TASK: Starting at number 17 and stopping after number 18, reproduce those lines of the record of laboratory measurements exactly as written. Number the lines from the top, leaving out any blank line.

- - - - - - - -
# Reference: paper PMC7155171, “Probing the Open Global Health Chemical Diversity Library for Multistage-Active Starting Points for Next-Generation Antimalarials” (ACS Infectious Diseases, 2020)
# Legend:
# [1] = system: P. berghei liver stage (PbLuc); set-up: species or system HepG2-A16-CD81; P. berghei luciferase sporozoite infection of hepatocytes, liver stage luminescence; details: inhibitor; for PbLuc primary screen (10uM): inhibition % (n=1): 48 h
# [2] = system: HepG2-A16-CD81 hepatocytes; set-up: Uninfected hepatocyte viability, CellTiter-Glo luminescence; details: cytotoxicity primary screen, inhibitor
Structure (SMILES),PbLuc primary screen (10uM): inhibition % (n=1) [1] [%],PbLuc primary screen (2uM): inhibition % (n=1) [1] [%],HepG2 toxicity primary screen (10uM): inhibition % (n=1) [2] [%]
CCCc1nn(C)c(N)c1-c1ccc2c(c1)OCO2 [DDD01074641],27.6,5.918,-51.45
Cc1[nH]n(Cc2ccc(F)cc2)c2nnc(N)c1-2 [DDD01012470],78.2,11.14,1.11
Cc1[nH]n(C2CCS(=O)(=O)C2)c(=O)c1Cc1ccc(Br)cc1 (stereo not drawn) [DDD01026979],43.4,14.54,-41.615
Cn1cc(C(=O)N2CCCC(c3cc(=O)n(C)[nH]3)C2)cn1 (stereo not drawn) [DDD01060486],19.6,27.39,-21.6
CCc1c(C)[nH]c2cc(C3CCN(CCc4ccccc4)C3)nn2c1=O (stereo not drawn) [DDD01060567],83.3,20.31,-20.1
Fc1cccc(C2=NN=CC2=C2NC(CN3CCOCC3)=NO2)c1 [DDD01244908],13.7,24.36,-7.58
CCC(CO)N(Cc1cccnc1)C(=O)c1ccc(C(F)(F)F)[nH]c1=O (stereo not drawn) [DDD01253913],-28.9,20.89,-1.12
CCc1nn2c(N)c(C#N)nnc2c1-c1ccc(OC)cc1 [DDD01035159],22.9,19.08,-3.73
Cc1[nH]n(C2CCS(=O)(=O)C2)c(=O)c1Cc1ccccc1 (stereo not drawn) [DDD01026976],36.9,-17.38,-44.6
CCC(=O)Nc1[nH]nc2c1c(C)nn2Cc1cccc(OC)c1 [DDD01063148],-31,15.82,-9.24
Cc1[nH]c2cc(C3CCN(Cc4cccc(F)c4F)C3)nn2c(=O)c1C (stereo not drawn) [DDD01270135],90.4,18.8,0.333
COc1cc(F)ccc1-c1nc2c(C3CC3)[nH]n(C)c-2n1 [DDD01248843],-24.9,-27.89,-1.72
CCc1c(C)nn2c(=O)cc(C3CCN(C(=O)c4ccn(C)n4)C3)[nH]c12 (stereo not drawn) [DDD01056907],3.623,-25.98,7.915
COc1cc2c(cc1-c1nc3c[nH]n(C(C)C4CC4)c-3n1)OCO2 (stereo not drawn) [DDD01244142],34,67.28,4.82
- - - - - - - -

COc1cc(F)ccc1-c1nc2c(C3CC3)[nH]n(C)c-2n1 [DDD01248843],-24.9,-27.89,-1.72
CCc1c(C)nn2c(=O)cc(C3CCN(C(=O)c4ccn(C)n4)C3)[nH]c12 (stereo not drawn) [DDD01056907],3.623,-25.98,7.915